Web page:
And in the last two years, we all know what happened: we saw a broad-based rally across the large-caps, mid-caps, and small-caps, as people chose to save and invest in equities amidst the pandemic supported by favourable liquidity conditions due to accommodative monetary policy stance followed by major central banks of the world. The extraordinary performance of equities attracted lots of new investors to the equity markets. Those who selected equity mutual funds made striking double-digit returns in 2021, particularly in Small-cap Funds.
You see, small-caps were cheaper at the start of the COVID-19 pandemic, but now these look expensive compared to large caps despite the correction since the peak. The P/E multiple of the S&P BSE Midcap and S&P BSE SmallCap Index is around 28x and 47x, respectively — not offering enough margin of safety.
Currently, the equity markets are likely to experience certain headwinds. The Fed has hinted at aggressively rolling back its bond-buying programmes and raising interest rates at least three times in 2022. This is likely to make the year 2022 a tricky one for the equity markets.
Also, please do not underestimate the threat of a surge in COVID-19 cases (Delta + the Omicron variant) across India. The current vaccines are not holding up against the new Omicron variant. Also, the uneven distribution of vaccines has been creating disparities globally in the fight against coronavirus. As of January 10, 2022, India’s active case count touched 7.24 lakh and the daily new caseload was over 1.3 lakh. As a precautionary step, the Indian government has rolled out a booster dose for healthcare and frontline workers, as well as for senior citizens with co-morbidities.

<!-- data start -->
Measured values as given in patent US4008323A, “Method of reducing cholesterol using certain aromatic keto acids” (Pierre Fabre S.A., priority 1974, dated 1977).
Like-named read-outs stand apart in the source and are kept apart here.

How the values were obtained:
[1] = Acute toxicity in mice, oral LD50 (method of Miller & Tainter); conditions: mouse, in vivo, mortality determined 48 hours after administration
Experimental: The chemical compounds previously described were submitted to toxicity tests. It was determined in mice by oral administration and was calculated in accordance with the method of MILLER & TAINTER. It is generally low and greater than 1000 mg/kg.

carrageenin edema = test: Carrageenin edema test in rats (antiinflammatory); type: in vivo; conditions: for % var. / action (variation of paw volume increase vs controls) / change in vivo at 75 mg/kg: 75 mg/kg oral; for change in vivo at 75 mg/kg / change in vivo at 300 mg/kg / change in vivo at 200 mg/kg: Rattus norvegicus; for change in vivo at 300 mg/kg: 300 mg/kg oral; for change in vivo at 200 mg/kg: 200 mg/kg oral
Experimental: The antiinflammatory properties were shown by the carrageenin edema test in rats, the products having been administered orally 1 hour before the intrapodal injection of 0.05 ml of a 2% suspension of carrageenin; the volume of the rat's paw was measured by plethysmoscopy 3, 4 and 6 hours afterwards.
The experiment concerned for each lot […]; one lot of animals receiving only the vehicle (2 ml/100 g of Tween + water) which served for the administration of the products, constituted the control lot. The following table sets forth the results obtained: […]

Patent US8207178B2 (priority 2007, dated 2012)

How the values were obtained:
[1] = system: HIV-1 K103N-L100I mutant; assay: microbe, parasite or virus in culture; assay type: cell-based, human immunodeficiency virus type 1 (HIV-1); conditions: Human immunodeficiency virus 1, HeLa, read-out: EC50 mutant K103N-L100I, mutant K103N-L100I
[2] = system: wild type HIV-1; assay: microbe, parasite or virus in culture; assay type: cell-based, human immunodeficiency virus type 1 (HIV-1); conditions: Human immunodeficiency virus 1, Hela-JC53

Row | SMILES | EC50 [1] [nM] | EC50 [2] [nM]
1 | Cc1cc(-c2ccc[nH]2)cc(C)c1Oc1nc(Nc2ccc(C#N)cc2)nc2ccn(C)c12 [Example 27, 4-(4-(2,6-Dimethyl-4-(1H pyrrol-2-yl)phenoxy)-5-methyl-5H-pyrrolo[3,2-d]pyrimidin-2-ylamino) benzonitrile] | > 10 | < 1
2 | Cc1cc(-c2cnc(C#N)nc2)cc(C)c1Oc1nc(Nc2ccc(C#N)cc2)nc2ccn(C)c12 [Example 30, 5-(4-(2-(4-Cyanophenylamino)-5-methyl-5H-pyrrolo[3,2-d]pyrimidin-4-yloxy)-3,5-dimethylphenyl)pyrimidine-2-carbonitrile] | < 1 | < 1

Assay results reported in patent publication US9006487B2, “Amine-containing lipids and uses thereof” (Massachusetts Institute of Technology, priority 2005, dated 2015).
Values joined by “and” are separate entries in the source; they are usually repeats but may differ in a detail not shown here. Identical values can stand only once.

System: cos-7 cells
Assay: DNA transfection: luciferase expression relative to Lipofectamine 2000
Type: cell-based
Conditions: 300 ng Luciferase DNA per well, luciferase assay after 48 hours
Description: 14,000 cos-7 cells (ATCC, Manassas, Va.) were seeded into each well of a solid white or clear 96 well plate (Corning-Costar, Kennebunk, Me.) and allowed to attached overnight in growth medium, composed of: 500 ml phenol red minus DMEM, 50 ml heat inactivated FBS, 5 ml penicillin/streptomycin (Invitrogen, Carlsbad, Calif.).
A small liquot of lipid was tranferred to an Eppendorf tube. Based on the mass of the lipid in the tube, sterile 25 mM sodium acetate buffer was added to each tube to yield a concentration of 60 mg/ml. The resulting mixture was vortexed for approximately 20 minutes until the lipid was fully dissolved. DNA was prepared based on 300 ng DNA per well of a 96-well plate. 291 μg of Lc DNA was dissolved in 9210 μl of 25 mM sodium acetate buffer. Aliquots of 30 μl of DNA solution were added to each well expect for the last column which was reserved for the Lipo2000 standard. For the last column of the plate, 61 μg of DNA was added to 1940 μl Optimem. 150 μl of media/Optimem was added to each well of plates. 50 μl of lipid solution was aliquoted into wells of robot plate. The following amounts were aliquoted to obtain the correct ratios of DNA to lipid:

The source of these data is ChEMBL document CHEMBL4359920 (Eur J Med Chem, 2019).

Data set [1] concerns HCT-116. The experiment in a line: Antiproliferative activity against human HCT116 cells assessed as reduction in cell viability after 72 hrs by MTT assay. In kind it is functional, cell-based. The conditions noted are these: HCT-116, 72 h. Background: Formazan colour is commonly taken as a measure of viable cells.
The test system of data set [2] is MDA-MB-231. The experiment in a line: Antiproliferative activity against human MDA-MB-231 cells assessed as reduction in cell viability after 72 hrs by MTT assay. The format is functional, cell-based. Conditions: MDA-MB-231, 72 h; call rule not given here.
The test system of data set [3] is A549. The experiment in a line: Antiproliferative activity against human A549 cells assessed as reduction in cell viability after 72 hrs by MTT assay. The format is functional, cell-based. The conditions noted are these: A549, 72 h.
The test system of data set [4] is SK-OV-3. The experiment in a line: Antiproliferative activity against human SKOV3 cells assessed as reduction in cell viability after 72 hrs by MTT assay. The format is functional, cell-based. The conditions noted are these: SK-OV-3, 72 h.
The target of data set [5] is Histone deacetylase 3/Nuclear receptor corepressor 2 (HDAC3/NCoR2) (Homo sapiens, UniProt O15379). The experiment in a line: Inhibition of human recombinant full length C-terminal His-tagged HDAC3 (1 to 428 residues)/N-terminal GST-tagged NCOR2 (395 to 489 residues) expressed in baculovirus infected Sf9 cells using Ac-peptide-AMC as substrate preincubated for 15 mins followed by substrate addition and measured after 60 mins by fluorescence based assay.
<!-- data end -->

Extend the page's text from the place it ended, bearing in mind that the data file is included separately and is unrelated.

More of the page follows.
The coronavirus pandemic poses a potential risk to economic activity and may have a bearing on corporate earnings if further restrictions or localised lockdowns are imposed. After the state assembly plus municipal elections conclude, India could witness a spike in daily new cases; this could weigh down on business and consumer sentiments.
The RBI’s Financial Stability Report released in December 2021 warns of loss in GDP growth because of Omicron threat and clouded near term outlook. It is very likely that the RBI may revise India’s full-year FY22 GDP growth projections downwards from 9.5%. The National Statistical Office (NSO) has already pared India’s GDP growth estimate to 9.2% in FY22 from 9.5% projected earlier, indicating that consumption (which comprises 55% of the GDP) may take a hit.
Under such circumstances, overheated equity markets might find it difficult to justify high valuations, thereby posing a threat to the potential stock market returns. In 2022, the Indian equity markets are expected to move in a pro-cyclical manner rather than in a counter-cyclical way as witnessed in 2021 and 2020.
So how should you position your investment portfolio in 2022?
Striking the right asset allocation mix is the best way to mitigate the impact of uncertain and volatile market conditions. This involves investing across equity, debt, and gold, etc. based on your risk profile, investment objectives, the financial goals you are addressing, and the time in hand to achieve those goals.
If a particular asset class performs poorly in a year, a sensible allocation to other asset classes would help lower the risk of the investment portfolio, provide freedom from timing the market (as long as you have made the best investments), earn efficient inflation-adjusted returns, and ensure adequate liquidity of the portfolio. The graph below depicts that not all asset classes perform well at all times. There have been instances where equities have failed to deliver returns.
Graph 1: Annual performance of various asset classes
Data as of December 31, 2021
(Source: ACE MF, PersonalFN Research)
“It is the part of a wise man to keep himself today for tomorrow, and not venture all his eggs in one basket,” wrote the Spanish writer, Miguel de Cervantes, in the novel Don Quixote. Thus, take care to ensure that your portfolio is well-diversified in 2022 and beyond.